Kelly: Trump gave condolences 'best way he could'

White House Chief of Staff John Kelly on Thursday defended how President Donald Trump handled the phone call to the widow of a fallen soldier. Kelly, a retired Marine general who lost a son serving in Afghanistan, spoke from experience and with emotion in the White House press room.

Kelly said he was so upset about the emerging political fight surrounding calls to Gold Star families that he had to take a long walk through Arlington National Cemetery to gather his thoughts. He finally decided to share his own story of grief while defending the president.

"He called four people the other day and expressed his condolences in the best way that he could," Kelly said of the president.

He also directly denounced Rep. Frederica Wilson, who described the president's call to the family of Sgt. La David Johnson as "disrespectful." Johnson was killed during an ambush in Niger.

"I was stunned when I came to work yesterday morning, and broken-hearted, at what I saw a member of Congress doing," Kelly said.

Wilson, a longtime family friend, said she was with the soldier's pregnant widow during the president's call.

"She was crying, and she said [Trump] was calling him 'your guy,'" Wilson said. "He didn't even know his name."

Kelly said he told the president what to say during the call and added that nothing lightens the burden on these families. He also told Trump how he was informed about his own son's death.

"He said, 'Kel – he was doing exactly what he wanted to do when he was killed,'" Kelly said. "He knew what he was getting into by joining that 1 percent. He knew what the possibilities were because we're at war."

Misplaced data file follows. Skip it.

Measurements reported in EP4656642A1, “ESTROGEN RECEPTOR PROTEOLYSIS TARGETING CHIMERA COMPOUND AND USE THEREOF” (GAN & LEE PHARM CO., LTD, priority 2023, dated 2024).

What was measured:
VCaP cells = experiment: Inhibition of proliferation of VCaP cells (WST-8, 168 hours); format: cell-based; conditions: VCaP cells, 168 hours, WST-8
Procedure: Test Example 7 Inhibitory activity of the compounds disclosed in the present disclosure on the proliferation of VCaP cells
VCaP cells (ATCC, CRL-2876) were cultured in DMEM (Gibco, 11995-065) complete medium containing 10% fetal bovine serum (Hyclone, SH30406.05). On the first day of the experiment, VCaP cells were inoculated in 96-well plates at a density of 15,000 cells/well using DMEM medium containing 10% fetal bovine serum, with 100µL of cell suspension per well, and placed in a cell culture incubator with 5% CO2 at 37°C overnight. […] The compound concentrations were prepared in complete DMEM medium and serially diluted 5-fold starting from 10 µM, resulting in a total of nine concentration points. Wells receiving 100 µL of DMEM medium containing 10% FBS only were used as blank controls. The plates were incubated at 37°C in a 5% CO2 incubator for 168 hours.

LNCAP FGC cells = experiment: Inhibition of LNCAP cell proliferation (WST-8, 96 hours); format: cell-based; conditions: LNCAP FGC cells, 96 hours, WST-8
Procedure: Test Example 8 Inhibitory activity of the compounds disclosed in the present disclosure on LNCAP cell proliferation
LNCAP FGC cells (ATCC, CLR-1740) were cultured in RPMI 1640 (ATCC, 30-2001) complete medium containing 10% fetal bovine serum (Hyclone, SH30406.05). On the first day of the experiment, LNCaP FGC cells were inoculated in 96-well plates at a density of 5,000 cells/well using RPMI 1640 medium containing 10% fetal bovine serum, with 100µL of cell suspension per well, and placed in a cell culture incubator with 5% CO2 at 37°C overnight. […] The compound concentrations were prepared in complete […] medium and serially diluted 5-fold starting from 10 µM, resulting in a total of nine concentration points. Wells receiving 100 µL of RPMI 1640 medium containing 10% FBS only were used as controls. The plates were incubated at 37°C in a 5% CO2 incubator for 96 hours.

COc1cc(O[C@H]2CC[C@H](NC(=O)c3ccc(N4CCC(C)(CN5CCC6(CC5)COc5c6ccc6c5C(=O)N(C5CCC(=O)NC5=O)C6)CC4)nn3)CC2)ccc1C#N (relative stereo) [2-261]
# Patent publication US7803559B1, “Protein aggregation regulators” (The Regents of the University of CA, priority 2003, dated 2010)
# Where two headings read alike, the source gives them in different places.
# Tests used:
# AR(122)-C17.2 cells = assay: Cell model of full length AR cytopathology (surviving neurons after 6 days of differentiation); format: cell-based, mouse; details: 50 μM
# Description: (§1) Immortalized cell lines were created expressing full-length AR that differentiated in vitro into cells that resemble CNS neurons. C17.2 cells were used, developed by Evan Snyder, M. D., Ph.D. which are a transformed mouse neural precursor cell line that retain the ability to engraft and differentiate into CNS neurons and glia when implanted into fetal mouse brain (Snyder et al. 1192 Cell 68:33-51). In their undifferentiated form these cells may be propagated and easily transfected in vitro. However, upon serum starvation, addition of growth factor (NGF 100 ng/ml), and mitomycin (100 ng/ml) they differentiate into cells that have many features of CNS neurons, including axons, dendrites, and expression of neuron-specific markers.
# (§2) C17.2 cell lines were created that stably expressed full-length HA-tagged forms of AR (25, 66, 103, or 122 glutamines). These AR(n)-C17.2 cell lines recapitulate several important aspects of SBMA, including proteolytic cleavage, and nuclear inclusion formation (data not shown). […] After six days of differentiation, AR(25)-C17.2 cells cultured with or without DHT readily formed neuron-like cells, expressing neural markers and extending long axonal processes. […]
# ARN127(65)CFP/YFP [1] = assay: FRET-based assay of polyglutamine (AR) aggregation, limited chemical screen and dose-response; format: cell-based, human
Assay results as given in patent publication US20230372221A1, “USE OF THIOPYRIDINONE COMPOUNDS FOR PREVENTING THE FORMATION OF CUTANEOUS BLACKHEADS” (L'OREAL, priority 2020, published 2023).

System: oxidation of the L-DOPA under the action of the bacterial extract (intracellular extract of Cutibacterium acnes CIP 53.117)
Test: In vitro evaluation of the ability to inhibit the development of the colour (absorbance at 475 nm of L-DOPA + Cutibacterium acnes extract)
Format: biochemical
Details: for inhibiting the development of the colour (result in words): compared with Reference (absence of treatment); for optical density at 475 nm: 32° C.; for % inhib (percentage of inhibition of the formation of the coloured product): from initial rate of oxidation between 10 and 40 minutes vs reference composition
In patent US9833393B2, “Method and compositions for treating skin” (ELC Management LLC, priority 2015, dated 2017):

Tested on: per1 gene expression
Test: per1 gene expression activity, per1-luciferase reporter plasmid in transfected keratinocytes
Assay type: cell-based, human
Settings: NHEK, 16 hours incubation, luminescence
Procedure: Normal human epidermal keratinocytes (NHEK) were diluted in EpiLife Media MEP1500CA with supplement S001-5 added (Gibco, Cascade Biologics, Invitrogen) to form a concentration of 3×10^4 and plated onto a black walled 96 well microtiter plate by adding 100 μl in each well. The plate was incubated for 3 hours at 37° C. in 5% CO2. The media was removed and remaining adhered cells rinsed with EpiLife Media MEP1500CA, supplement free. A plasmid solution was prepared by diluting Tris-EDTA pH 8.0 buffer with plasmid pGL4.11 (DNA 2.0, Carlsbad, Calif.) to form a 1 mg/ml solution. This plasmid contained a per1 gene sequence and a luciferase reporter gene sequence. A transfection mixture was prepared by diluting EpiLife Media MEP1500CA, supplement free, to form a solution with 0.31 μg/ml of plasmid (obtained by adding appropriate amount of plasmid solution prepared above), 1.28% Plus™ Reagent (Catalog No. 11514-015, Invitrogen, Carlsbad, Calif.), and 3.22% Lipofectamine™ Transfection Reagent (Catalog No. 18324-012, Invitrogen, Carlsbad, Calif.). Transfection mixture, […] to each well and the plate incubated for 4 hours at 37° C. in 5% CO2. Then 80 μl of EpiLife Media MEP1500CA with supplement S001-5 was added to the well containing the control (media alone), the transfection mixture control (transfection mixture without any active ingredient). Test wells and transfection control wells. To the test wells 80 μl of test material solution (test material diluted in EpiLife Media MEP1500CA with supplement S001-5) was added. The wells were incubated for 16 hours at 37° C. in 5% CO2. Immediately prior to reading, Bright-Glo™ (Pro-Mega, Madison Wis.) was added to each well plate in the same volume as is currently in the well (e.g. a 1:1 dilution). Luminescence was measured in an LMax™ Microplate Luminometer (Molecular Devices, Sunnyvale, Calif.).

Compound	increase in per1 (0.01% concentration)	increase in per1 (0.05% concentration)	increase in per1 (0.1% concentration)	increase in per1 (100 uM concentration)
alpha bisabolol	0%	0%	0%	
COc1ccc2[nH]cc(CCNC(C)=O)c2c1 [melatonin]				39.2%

Earlier this week, Trump said past presidents didn't always call families of dead soldiers. Trump later pulled Kelly into the week-long political fight after revealing that then-President Obama didn't call Kelly after his son was killed in 2010.

"I can tell you that President Obama, who was my commander-in-chief when I was on active duty, did not call my family," Kelly said. "Now, that was not a criticism. That was just to simply say I don't believe President Obama called. That's not a negative thing. I don't believe President Bush called in all cases."

Three other soldiers were killed during that ambush in Niger: Staff Sgt. Bryan Black, 35, Staff Sgt. Jeremiah Johnson, 39, and Staff Sgt. Dustin Wright, 29, all assigned to the 3rd Special Forces Group (Airborne) based out of Fort Bragg, North Carolina.

Several investigations are looking into what happened. The FBI announced that it is also a part of the probe.

Sen. John McCain said he may seek a subpoena to obtain information about just how these men were killed.